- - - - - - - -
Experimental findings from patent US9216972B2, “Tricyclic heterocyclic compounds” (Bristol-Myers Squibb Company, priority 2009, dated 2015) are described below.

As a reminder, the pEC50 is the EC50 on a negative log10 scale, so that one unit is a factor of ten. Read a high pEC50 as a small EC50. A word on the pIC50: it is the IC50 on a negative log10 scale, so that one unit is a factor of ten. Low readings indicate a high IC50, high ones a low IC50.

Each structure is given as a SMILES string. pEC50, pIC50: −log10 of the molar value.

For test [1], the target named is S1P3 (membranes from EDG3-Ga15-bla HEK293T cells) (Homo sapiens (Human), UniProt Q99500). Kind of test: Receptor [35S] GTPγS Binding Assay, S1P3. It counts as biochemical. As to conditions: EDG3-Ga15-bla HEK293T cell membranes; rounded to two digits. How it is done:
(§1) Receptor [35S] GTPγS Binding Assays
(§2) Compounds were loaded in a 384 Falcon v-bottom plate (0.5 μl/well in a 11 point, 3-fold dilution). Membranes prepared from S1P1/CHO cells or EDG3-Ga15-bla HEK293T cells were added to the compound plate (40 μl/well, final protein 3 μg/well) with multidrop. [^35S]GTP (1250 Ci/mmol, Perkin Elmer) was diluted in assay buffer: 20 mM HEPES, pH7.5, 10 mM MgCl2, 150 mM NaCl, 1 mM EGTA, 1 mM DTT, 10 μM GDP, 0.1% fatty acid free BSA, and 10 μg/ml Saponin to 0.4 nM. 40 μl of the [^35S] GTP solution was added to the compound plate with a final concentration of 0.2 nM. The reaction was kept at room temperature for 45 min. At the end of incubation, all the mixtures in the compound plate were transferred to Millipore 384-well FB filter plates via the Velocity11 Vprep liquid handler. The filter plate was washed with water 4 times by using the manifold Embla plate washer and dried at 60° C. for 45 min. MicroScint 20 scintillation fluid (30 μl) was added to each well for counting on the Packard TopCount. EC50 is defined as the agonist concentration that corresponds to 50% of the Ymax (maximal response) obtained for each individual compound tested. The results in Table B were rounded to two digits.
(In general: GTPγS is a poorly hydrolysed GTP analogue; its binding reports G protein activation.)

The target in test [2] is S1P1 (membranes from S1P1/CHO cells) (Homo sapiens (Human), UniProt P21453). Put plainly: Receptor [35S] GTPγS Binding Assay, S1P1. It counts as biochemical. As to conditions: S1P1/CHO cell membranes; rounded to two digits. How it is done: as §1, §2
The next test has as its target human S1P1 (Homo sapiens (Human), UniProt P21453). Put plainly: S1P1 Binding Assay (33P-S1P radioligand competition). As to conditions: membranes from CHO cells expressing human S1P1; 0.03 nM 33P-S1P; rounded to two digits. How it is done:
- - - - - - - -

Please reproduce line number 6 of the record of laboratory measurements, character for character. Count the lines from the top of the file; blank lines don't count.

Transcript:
(§2) Compounds were loaded in a 384 Falcon v-bottom plate (0.5 μl/well in a 11 point, 3-fold dilution). Membranes prepared from S1P1/CHO cells or EDG3-Ga15-bla HEK293T cells were added to the compound plate (40 μl/well, final protein 3 μg/well) with multidrop. [^35S]GTP (1250 Ci/mmol, Perkin Elmer) was diluted in assay buffer: 20 mM HEPES, pH7.5, 10 mM MgCl2, 150 mM NaCl, 1 mM EGTA, 1 mM DTT, 10 μM GDP, 0.1% fatty acid free BSA, and 10 μg/ml Saponin to 0.4 nM. 40 μl of the [^35S] GTP solution was added to the compound plate with a final concentration of 0.2 nM. The reaction was kept at room temperature for 45 min. At the end of incubation, all the mixtures in the compound plate were transferred to Millipore 384-well FB filter plates via the Velocity11 Vprep liquid handler. The filter plate was washed with water 4 times by using the manifold Embla plate washer and dried at 60° C. for 45 min. MicroScint 20 scintillation fluid (30 μl) was added to each well for counting on the Packard TopCount. EC50 is defined as the agonist concentration that corresponds to 50% of the Ymax (maximal response) obtained for each individual compound tested. The results in Table B were rounded to two digits.